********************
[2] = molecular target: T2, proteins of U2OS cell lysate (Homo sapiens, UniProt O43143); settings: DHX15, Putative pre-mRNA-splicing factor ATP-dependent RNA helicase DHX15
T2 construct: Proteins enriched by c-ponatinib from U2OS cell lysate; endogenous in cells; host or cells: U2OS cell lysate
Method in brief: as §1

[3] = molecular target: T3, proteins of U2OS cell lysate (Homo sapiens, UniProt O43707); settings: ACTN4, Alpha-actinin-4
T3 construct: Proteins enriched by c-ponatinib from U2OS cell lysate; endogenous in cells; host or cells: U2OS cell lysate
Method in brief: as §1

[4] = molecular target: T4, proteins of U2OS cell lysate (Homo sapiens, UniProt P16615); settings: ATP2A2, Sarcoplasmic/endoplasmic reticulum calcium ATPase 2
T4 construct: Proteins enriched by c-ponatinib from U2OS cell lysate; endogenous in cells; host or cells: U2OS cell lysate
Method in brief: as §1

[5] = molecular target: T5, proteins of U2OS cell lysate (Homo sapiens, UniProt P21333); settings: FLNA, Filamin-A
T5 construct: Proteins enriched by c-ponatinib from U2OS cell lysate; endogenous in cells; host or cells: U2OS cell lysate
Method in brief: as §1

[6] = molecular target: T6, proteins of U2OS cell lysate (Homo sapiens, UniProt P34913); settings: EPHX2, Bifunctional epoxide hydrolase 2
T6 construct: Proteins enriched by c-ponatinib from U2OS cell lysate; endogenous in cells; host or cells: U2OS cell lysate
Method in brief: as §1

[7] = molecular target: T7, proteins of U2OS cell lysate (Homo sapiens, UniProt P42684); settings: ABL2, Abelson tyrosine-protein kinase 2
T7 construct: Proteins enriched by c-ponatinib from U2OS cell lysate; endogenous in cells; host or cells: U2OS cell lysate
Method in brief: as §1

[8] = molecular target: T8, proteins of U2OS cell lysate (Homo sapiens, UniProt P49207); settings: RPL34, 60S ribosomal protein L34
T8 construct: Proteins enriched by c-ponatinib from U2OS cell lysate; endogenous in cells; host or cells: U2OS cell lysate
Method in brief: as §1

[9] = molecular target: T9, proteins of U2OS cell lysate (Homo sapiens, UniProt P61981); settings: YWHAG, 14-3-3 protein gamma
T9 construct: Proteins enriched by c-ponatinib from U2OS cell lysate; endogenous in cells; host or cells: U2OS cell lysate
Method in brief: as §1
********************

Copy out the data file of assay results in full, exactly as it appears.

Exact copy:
[2] = molecular target: T2, proteins of U2OS cell lysate (Homo sapiens, UniProt O43143); settings: DHX15, Putative pre-mRNA-splicing factor ATP-dependent RNA helicase DHX15
T2 construct: Proteins enriched by c-ponatinib from U2OS cell lysate; endogenous in cells; host or cells: U2OS cell lysate
Method in brief: as §1

[3] = molecular target: T3, proteins of U2OS cell lysate (Homo sapiens, UniProt O43707); settings: ACTN4, Alpha-actinin-4
T3 construct: Proteins enriched by c-ponatinib from U2OS cell lysate; endogenous in cells; host or cells: U2OS cell lysate
Method in brief: as §1

[4] = molecular target: T4, proteins of U2OS cell lysate (Homo sapiens, UniProt P16615); settings: ATP2A2, Sarcoplasmic/endoplasmic reticulum calcium ATPase 2
T4 construct: Proteins enriched by c-ponatinib from U2OS cell lysate; endogenous in cells; host or cells: U2OS cell lysate
Method in brief: as §1

[5] = molecular target: T5, proteins of U2OS cell lysate (Homo sapiens, UniProt P21333); settings: FLNA, Filamin-A
T5 construct: Proteins enriched by c-ponatinib from U2OS cell lysate; endogenous in cells; host or cells: U2OS cell lysate
Method in brief: as §1

[6] = molecular target: T6, proteins of U2OS cell lysate (Homo sapiens, UniProt P34913); settings: EPHX2, Bifunctional epoxide hydrolase 2
T6 construct: Proteins enriched by c-ponatinib from U2OS cell lysate; endogenous in cells; host or cells: U2OS cell lysate
Method in brief: as §1

[7] = molecular target: T7, proteins of U2OS cell lysate (Homo sapiens, UniProt P42684); settings: ABL2, Abelson tyrosine-protein kinase 2
T7 construct: Proteins enriched by c-ponatinib from U2OS cell lysate; endogenous in cells; host or cells: U2OS cell lysate
Method in brief: as §1

[8] = molecular target: T8, proteins of U2OS cell lysate (Homo sapiens, UniProt P49207); settings: RPL34, 60S ribosomal protein L34
T8 construct: Proteins enriched by c-ponatinib from U2OS cell lysate; endogenous in cells; host or cells: U2OS cell lysate
Method in brief: as §1

[9] = molecular target: T9, proteins of U2OS cell lysate (Homo sapiens, UniProt P61981); settings: YWHAG, 14-3-3 protein gamma
T9 construct: Proteins enriched by c-ponatinib from U2OS cell lysate; endogenous in cells; host or cells: U2OS cell lysate
Method in brief: as §1